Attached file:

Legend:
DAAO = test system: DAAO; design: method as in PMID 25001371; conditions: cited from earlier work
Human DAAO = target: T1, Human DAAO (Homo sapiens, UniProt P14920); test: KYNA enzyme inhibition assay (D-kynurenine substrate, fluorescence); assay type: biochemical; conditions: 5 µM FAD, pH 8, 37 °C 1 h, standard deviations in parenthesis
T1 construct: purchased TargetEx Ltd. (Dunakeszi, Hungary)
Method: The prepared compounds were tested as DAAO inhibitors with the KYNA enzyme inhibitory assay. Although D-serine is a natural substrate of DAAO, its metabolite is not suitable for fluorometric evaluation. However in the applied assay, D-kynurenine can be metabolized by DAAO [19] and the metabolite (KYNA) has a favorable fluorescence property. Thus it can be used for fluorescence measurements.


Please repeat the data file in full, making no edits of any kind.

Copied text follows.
Legend:
DAAO = test system: DAAO; design: method as in PMID 25001371; conditions: cited from earlier work
Human DAAO = target: T1, Human DAAO (Homo sapiens, UniProt P14920); test: KYNA enzyme inhibition assay (D-kynurenine substrate, fluorescence); assay type: biochemical; conditions: 5 µM FAD, pH 8, 37 °C 1 h, standard deviations in parenthesis
T1 construct: purchased TargetEx Ltd. (Dunakeszi, Hungary)
Method: The prepared compounds were tested as DAAO inhibitors with the KYNA enzyme inhibitory assay. Although D-serine is a natural substrate of DAAO, its metabolite is not suitable for fluorometric evaluation. However in the applied assay, D-kynurenine can be metabolized by DAAO [19] and the metabolite (KYNA) has a favorable fluorescence property. Thus it can be used for fluorescence measurements.